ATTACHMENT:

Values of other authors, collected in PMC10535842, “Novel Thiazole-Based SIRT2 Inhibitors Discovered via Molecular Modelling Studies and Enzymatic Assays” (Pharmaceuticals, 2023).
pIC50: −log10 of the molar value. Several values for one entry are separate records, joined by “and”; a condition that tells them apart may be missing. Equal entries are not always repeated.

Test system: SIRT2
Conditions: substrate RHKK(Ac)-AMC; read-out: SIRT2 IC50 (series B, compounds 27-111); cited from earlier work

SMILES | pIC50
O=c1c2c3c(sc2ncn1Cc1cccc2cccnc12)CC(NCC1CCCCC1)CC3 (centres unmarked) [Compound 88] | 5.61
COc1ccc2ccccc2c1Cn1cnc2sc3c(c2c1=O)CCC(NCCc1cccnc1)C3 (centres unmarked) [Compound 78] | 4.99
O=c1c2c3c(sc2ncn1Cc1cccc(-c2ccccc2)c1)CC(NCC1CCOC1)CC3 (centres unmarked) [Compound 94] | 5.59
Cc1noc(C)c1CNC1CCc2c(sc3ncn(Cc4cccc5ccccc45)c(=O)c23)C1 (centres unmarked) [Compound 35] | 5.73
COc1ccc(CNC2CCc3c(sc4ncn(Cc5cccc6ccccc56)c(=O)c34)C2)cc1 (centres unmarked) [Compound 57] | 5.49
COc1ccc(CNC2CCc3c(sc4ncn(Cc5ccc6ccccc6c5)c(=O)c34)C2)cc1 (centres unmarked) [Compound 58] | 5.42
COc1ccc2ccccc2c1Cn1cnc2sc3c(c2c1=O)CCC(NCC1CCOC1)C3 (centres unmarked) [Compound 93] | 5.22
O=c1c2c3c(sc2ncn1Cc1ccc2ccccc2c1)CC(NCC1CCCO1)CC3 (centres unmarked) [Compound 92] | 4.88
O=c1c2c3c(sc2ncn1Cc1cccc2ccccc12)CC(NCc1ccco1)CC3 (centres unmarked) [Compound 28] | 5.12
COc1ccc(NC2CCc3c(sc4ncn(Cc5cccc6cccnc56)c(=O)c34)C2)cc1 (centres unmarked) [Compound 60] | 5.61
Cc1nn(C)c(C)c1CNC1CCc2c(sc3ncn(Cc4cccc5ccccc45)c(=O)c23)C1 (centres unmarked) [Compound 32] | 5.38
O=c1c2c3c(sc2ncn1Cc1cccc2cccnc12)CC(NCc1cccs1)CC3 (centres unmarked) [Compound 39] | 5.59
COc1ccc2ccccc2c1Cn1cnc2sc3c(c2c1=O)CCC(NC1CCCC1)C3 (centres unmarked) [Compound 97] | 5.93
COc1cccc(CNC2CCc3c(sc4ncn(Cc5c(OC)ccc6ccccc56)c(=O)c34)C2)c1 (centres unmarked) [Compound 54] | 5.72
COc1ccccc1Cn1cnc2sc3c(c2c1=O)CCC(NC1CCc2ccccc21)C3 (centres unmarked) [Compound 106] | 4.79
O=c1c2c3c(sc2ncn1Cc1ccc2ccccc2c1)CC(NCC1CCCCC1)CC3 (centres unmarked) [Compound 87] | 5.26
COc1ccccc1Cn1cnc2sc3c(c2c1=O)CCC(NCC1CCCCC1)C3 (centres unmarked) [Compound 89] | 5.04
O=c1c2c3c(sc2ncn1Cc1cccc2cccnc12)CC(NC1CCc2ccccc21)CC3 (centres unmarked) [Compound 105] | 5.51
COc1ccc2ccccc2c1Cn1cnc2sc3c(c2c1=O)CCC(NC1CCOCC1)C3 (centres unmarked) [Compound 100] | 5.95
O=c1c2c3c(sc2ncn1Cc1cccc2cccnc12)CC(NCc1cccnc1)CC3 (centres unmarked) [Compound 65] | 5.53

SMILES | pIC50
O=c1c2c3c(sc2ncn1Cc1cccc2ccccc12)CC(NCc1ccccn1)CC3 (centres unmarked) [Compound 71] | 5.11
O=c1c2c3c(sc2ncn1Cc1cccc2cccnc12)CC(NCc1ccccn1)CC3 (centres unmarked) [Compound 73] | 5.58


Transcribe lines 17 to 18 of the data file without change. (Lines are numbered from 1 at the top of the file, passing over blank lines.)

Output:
O=c1c2c3c(sc2ncn1Cc1cccc2cccnc12)CC(NCc1cccs1)CC3 (centres unmarked) [Compound 39] | 5.59
COc1ccc2ccccc2c1Cn1cnc2sc3c(c2c1=O)CCC(NC1CCCC1)C3 (centres unmarked) [Compound 97] | 5.93